I have been thinking about this a lot lately as our journey to wholeness continues to take longer than Jettie and I had hoped. There are, of course, many answers to this question, but I want to focus on one that I believe is our adversary's "first choice" of weapons, the one he used at the beginning to entice our ancestors away from their childlike trust in God: "Did God really say?" As you may know, this is the first question that the serpent asked Eve in his successful attempt to shift our first parents' trust from God to themselves. (Note that it was really a transfer of trust first to the serpent, but that's another topic).
It seems to me that most of my journeys away from trust somehow involve some level of questioning what God has said, either in His written word or through His Spirit. The thought seems to creep in that I really didn't hear Him or that I don't really understand it, etc. What is so sneaky about this question is that it's effective not because of the question itself but because it subtly shifts my focus away from God. Suddenly I am now "in charge" and I am making judgments, etc., about things that are way beyond my ability to handle. Even worse, I am now looking at the world and circumstances in a way that is essentially the same as an atheist! I am now left basically acting as if I were on my own, analyzing, deciding, etc., on the basis of my very limited human ability to perceive and reason. Yikes--this is scary just thinking about it!
Even more sneaky is the subtle way this question causes me to doubt God's character. Can God be trusted to communicate with me in a way that I understand? Or am I somehow so defective that even God can't or won't get through to me? Such thinking ultimately is a question about God and His nature, not about me, since it calls into question His goodness, His love, etc.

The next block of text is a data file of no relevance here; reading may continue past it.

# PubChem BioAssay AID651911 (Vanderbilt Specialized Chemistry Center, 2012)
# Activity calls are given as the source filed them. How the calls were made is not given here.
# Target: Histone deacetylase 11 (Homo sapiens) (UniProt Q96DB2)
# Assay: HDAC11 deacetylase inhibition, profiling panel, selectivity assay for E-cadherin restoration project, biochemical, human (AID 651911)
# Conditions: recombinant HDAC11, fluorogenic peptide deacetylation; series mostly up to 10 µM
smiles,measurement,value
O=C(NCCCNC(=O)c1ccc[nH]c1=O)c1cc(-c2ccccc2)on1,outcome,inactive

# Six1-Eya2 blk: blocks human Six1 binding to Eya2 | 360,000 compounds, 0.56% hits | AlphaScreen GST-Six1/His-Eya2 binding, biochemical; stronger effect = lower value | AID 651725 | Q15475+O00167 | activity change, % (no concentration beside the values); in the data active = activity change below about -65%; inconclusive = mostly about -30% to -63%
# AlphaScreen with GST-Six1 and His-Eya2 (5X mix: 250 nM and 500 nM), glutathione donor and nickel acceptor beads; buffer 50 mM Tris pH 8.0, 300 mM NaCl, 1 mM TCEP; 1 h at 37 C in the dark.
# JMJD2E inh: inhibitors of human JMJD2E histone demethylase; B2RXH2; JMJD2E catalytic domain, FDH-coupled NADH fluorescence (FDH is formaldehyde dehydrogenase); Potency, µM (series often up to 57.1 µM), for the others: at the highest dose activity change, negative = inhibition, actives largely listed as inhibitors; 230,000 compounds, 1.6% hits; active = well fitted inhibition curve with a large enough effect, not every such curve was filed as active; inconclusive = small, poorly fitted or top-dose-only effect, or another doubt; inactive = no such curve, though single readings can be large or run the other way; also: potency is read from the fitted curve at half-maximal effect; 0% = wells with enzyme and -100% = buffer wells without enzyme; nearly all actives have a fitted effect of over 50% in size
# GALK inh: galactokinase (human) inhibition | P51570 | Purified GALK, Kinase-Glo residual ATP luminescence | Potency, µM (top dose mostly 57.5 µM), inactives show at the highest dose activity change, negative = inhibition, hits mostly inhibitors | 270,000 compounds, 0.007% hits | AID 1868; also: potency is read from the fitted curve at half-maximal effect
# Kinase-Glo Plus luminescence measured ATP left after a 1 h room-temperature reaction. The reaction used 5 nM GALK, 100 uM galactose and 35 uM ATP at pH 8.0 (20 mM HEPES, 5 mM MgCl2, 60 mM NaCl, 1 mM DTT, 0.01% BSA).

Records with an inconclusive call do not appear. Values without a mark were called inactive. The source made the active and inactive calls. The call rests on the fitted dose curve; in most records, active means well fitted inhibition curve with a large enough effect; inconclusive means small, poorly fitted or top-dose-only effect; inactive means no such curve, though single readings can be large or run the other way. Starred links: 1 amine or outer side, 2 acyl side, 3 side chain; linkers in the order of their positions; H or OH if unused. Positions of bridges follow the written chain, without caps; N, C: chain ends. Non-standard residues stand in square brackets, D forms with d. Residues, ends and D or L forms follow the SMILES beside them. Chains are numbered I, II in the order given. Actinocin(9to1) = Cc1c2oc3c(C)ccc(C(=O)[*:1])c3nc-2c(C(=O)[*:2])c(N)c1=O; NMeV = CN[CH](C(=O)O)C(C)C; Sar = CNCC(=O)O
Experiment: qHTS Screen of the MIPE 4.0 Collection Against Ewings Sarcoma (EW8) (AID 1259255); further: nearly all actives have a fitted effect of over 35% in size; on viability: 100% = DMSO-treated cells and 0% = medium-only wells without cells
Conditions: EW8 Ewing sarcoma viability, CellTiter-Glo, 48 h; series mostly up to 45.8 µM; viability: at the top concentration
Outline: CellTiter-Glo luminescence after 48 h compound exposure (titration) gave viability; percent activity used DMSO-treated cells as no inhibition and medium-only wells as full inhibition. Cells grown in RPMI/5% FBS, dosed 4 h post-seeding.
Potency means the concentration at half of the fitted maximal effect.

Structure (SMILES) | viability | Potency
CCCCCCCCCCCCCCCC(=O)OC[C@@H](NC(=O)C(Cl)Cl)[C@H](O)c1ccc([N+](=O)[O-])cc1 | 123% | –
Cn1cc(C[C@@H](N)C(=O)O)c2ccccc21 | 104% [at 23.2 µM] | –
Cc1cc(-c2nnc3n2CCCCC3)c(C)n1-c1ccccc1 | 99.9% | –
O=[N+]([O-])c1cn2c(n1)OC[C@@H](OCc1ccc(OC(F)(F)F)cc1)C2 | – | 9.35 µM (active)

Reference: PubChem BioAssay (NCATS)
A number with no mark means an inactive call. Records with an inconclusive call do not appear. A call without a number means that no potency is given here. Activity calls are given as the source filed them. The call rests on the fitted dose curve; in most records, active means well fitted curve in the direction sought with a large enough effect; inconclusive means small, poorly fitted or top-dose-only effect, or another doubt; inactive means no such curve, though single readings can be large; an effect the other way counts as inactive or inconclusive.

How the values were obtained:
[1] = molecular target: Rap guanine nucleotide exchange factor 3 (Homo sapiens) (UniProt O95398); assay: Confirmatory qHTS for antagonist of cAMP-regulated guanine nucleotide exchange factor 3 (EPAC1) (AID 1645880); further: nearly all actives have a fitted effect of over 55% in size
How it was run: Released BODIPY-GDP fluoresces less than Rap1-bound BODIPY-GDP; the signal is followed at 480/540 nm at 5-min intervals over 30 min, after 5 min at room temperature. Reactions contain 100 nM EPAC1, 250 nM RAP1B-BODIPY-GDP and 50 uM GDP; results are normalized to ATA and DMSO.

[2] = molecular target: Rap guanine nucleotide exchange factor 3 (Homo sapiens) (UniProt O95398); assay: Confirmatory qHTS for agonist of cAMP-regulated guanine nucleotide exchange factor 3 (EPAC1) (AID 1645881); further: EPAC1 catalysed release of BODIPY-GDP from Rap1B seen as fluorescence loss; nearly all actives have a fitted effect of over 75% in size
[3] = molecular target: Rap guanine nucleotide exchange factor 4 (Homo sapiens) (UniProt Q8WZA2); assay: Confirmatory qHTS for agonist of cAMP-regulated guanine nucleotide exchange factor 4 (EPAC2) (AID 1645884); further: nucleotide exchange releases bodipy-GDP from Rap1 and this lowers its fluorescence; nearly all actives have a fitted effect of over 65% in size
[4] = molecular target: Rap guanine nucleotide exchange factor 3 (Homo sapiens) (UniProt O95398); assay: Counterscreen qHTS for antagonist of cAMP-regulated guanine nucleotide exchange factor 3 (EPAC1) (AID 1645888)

So what's the solution when we begin to hear 'Did God really say?' in our minds? For me it helps to review and remember what God has for sure said. As I have grown older I have deposited more and more Scripture into my memory (at His leading, not my deciding). This memory deposit gives God the opportunity to "repeat Himself" often when things are shaky or unclear to me. I also keep a journal of things God has clearly said (very often confirmed by others), and it helps to review those things often. These two things help me to answer my adversary or my own mind with the words, "Yes, God has said" and/or "No, God didn't say..."
A second thing that helps me is to remember that hearing Him is more about His ability to communicate with those He loves than about our ability to hear Him. There's a great conversation about this in So You Don't Want to Go To Church Anymore. In response to the question, "Do you really believe we are good enough to hear God every day?" The main character, John, says, “Of course not. None of us are that good. But I think you’re asking the wrong question. Let’s phrase it like this: Is Jesus big enough to get through to you every day? Do you think he is big enough to get past your blind spots, overcome your doubts and show you his way? Doesn’t that get a resounding ‘yes’?"
Finally, I have found that simply returning to Him in my heart, however long it takes for me to get there, so that I am focusing on His character, helps perhaps more than anything. As Graham Cooke often says, we cannot put our trust in what God is doing in the moment (because we couldn't possibly understand it), but we can also put our trust in His character--who He is. And I find that turning to Him in childlike, surrendered waiting, always brings His presence and reminders of His goodness.
Is it easy to trust Him? I haven't found that to be the case. We have had way too much practice at trusting ourselves for it to be easy to trust Him (and there are adversaries who oppose this). But since God loves us and wants us to trust Him, He will persist in inviting us to do so, "shouting in our pain" as C.S. Lewis said, and repeating Himself often.
Learning to trust...
Tom, one of Abba's children